When I run a webinar, I don’t wish to send out the same e-mail to every person on my list. I wish to send them the suitable email for their level of engagement – . . Here’s the automation I utilize to promote an evergreen webinar: First it validates that they have not currently bought the item I pitch in the webinar.
Then it sends a series of emails to get them interested in the webinar, and to encourage them to sign up. If they register, they instantly hit the “Goal” toward the end of the webinar, and the automation ends. If they don’t sign up, they get contributed to an automation promoting a rebroadcast of the webinar. .
This allows me to personalize my messaging, in other automations, based upon the contact’s engagement with the webinar. Here’s the WebinarJam combination panel: I can add tags based upon whether the contact registered, went to, missed, or based upon the length of time they remained in the webinar. These tags can then set off automations within ActiveCampaign.
It costs me money, and it makes it most likely that my emails go to spam or Gmail’s promotions tab. People who don’t open my e-mails make it harder for other emails to get to the individuals who truly want them! The “Pro” strategy of ActiveCampaign has actually lead scoring built in.
Here’s an automation I obtained from ActiveCampaign’s library of automations, which I use to tell which contacts aren’t engaging with my emails. When a contact subscribes, this automation includes a “0 days” tag. As time passes, it includes brand-new tags for 7 days, 1 month, 60 days, etc Each time they open an email, a different automation eliminates them from this automation, removes all of those tags, and starts this automation over once again.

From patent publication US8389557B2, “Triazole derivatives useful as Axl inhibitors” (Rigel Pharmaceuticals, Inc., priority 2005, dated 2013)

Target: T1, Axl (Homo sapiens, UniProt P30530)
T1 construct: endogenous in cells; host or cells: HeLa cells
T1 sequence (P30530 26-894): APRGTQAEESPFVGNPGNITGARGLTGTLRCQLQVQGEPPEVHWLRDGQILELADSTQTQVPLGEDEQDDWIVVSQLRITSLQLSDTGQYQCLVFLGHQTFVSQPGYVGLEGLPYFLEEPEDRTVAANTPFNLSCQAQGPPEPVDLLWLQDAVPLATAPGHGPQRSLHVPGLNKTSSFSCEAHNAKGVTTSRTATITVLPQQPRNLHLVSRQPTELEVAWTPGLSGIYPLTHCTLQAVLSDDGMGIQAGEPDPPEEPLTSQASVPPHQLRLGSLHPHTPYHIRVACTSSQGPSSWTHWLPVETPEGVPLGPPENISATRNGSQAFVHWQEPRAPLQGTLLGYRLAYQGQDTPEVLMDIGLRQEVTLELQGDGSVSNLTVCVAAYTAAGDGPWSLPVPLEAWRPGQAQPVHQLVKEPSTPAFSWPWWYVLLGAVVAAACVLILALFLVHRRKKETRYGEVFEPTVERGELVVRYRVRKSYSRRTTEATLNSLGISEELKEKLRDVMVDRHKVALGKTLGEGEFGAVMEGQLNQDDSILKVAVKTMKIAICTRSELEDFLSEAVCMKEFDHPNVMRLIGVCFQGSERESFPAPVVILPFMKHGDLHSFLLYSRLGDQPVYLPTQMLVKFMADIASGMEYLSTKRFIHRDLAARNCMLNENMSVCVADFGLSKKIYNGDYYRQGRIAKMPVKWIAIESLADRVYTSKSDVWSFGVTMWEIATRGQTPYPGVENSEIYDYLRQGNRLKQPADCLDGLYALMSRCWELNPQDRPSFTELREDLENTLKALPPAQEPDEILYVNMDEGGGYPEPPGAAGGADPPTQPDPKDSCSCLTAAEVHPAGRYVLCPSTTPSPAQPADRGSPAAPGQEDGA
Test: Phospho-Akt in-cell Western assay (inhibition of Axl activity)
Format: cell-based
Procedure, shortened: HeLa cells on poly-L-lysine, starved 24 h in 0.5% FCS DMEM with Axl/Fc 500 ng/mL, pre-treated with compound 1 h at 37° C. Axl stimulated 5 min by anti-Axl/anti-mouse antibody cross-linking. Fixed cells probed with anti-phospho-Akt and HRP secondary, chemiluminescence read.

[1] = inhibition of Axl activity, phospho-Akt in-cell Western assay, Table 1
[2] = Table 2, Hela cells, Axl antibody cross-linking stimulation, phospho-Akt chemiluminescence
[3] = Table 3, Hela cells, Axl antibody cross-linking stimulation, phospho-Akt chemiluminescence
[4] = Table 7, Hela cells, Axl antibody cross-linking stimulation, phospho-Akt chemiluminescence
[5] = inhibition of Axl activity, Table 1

This automation can be overwhelming in the beginning, and this is among those cases where I wish ActiveCampaign had a more out-of-the-box option. But, due to the fact that you can do anything with ActiveCampaign, sometimes you need to construct things from scratch. ActiveCampaign has an alternative to erase inactive subscribers, which I do not advise.
Some subscribers do not have actually tracking switched on, so their opens aren’t tape-recorded. Others still want to be subscribed but have been busy. Here’s my reactivation sequence: I send one email asking if they still want to be subscribed, and briefly explaining why I keep my email list clean. In one week, I send them another email (if they currently clicked on the confirmation link in the previous email, they have actually currently been removed from the automation utilizing a separate automation) – .
The automation then unsubscribes them. My e-mails likewise have a link to a type where they can enter their email address to let me know that they don’t have tracking allowed. This type includes a tag that I utilize to filter those contacts out. . I used to add this tag when they clicked a link, but when people do not have tracking on, it makes those links not work so dependably! I only send out a simple “do you still desire my e-mails?” confirmation.